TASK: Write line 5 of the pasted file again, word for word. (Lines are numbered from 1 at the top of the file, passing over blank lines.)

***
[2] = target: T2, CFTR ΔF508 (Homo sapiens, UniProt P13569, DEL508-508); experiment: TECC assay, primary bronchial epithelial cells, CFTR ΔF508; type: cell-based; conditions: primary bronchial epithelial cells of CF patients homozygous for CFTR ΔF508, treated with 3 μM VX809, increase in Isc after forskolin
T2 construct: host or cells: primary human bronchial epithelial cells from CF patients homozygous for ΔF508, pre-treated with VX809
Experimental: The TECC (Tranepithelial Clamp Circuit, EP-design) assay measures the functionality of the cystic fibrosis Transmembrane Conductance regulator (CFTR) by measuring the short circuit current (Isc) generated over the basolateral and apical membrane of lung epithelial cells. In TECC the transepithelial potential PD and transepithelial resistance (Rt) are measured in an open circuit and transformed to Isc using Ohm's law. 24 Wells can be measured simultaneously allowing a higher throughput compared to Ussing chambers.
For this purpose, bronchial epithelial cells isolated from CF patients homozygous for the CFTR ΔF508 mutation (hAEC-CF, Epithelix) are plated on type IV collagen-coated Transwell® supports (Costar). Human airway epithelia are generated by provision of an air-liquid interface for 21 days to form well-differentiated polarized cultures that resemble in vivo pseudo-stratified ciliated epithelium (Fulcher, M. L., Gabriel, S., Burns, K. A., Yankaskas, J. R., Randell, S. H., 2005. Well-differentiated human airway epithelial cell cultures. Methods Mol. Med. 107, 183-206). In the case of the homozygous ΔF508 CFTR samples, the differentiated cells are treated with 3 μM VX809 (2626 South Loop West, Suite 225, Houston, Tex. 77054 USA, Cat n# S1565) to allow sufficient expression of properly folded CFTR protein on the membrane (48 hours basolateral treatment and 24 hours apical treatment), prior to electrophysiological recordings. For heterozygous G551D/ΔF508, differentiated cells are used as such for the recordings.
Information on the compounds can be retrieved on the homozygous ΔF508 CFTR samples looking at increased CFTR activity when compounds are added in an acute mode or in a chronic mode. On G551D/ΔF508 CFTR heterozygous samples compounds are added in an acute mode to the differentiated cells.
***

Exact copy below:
Information on the compounds can be retrieved on the homozygous ΔF508 CFTR samples looking at increased CFTR activity when compounds are added in an acute mode or in a chronic mode. On G551D/ΔF508 CFTR heterozygous samples compounds are added in an acute mode to the differentiated cells.